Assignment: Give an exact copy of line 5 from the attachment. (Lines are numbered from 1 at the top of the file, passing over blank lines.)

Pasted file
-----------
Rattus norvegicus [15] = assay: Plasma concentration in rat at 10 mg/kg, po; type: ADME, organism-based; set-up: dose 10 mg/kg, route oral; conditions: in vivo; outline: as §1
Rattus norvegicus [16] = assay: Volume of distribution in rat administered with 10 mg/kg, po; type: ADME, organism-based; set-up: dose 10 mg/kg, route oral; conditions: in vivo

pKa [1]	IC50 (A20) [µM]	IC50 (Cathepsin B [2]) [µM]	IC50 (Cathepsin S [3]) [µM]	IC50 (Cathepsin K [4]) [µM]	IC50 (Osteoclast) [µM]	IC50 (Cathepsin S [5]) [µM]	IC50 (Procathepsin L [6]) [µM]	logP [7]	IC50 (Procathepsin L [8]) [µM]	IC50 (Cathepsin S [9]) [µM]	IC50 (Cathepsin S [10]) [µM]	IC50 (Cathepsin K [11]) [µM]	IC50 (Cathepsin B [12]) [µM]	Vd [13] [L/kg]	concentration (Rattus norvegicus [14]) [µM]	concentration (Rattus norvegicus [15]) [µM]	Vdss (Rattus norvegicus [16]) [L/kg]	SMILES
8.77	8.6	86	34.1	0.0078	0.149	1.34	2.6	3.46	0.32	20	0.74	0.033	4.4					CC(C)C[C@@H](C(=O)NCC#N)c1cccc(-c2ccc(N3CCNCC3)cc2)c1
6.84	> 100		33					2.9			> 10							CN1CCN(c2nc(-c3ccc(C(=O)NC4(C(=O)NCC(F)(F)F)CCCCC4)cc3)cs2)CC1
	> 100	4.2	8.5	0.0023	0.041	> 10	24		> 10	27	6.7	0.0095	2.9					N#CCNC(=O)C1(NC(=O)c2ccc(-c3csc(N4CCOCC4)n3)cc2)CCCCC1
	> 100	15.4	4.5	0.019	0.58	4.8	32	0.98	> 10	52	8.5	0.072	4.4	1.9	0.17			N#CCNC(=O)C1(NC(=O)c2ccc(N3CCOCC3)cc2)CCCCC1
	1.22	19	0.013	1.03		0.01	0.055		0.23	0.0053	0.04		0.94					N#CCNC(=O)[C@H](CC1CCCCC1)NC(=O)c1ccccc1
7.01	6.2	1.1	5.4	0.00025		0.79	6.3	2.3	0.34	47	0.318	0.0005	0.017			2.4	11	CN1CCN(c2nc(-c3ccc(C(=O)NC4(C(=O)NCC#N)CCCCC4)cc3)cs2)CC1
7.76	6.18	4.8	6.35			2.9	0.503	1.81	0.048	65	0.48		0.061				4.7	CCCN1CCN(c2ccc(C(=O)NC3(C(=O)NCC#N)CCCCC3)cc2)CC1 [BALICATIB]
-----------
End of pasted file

6.84	> 100		33					2.9			> 10							CN1CCN(c2nc(-c3ccc(C(=O)NC4(C(=O)NCC(F)(F)F)CCCCC4)cc3)cs2)CC1